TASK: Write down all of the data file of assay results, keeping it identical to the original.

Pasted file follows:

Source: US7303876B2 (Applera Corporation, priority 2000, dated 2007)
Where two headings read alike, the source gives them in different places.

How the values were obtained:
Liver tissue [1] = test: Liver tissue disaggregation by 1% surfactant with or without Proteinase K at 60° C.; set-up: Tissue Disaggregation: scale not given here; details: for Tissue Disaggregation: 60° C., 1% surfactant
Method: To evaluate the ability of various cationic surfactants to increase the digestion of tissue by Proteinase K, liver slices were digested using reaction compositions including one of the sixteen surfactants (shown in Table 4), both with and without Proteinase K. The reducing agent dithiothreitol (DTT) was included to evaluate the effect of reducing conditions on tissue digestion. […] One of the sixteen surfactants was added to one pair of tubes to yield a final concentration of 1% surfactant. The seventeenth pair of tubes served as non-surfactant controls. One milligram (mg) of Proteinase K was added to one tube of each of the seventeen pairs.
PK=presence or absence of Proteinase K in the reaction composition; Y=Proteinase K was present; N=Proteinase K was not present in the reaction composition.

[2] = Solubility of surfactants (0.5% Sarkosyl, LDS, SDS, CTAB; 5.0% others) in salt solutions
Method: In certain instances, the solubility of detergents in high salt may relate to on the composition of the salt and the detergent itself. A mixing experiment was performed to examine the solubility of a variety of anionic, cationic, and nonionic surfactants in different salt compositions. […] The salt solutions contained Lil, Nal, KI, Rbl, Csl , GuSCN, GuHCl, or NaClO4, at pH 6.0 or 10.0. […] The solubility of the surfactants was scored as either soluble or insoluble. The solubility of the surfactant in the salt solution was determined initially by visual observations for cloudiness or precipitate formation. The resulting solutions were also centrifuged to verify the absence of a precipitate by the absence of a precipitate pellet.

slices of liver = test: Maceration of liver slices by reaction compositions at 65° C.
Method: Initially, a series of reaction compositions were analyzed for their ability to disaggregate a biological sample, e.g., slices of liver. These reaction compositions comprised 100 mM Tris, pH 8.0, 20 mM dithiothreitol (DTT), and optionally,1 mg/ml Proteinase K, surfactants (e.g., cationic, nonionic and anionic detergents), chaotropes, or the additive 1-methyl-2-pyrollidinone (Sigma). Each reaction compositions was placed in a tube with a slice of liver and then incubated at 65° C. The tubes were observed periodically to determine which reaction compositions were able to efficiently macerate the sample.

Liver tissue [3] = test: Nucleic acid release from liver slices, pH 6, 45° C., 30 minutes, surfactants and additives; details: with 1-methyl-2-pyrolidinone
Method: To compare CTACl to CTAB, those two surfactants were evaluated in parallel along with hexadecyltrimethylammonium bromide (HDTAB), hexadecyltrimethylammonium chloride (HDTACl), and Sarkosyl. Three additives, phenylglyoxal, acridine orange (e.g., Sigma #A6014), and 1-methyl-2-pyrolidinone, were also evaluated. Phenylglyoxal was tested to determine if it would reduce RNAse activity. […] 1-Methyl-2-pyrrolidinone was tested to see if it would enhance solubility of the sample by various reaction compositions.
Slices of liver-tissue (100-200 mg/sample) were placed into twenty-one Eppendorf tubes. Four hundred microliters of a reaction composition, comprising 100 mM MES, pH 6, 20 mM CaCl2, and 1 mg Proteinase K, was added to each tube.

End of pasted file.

Source: US7303876B2 (Applera Corporation, priority 2000, dated 2007)
Where two headings read alike, the source gives them in different places.

How the values were obtained:
Liver tissue [1] = test: Liver tissue disaggregation by 1% surfactant with or without Proteinase K at 60° C.; set-up: Tissue Disaggregation: scale not given here; details: for Tissue Disaggregation: 60° C., 1% surfactant
Method: To evaluate the ability of various cationic surfactants to increase the digestion of tissue by Proteinase K, liver slices were digested using reaction compositions including one of the sixteen surfactants (shown in Table 4), both with and without Proteinase K. The reducing agent dithiothreitol (DTT) was included to evaluate the effect of reducing conditions on tissue digestion. […] One of the sixteen surfactants was added to one pair of tubes to yield a final concentration of 1% surfactant. The seventeenth pair of tubes served as non-surfactant controls. One milligram (mg) of Proteinase K was added to one tube of each of the seventeen pairs.
PK=presence or absence of Proteinase K in the reaction composition; Y=Proteinase K was present; N=Proteinase K was not present in the reaction composition.

[2] = Solubility of surfactants (0.5% Sarkosyl, LDS, SDS, CTAB; 5.0% others) in salt solutions
Method: In certain instances, the solubility of detergents in high salt may relate to on the composition of the salt and the detergent itself. A mixing experiment was performed to examine the solubility of a variety of anionic, cationic, and nonionic surfactants in different salt compositions. […] The salt solutions contained Lil, Nal, KI, Rbl, Csl , GuSCN, GuHCl, or NaClO4, at pH 6.0 or 10.0. […] The solubility of the surfactants was scored as either soluble or insoluble. The solubility of the surfactant in the salt solution was determined initially by visual observations for cloudiness or precipitate formation. The resulting solutions were also centrifuged to verify the absence of a precipitate by the absence of a precipitate pellet.

slices of liver = test: Maceration of liver slices by reaction compositions at 65° C.
Method: Initially, a series of reaction compositions were analyzed for their ability to disaggregate a biological sample, e.g., slices of liver. These reaction compositions comprised 100 mM Tris, pH 8.0, 20 mM dithiothreitol (DTT), and optionally,1 mg/ml Proteinase K, surfactants (e.g., cationic, nonionic and anionic detergents), chaotropes, or the additive 1-methyl-2-pyrollidinone (Sigma). Each reaction compositions was placed in a tube with a slice of liver and then incubated at 65° C. The tubes were observed periodically to determine which reaction compositions were able to efficiently macerate the sample.

Liver tissue [3] = test: Nucleic acid release from liver slices, pH 6, 45° C., 30 minutes, surfactants and additives; details: with 1-methyl-2-pyrolidinone
Method: To compare CTACl to CTAB, those two surfactants were evaluated in parallel along with hexadecyltrimethylammonium bromide (HDTAB), hexadecyltrimethylammonium chloride (HDTACl), and Sarkosyl. Three additives, phenylglyoxal, acridine orange (e.g., Sigma #A6014), and 1-methyl-2-pyrolidinone, were also evaluated. Phenylglyoxal was tested to determine if it would reduce RNAse activity. […] 1-Methyl-2-pyrrolidinone was tested to see if it would enhance solubility of the sample by various reaction compositions.
Slices of liver-tissue (100-200 mg/sample) were placed into twenty-one Eppendorf tubes. Four hundred microliters of a reaction composition, comprising 100 mM MES, pH 6, 20 mM CaCl2, and 1 mg Proteinase K, was added to each tube.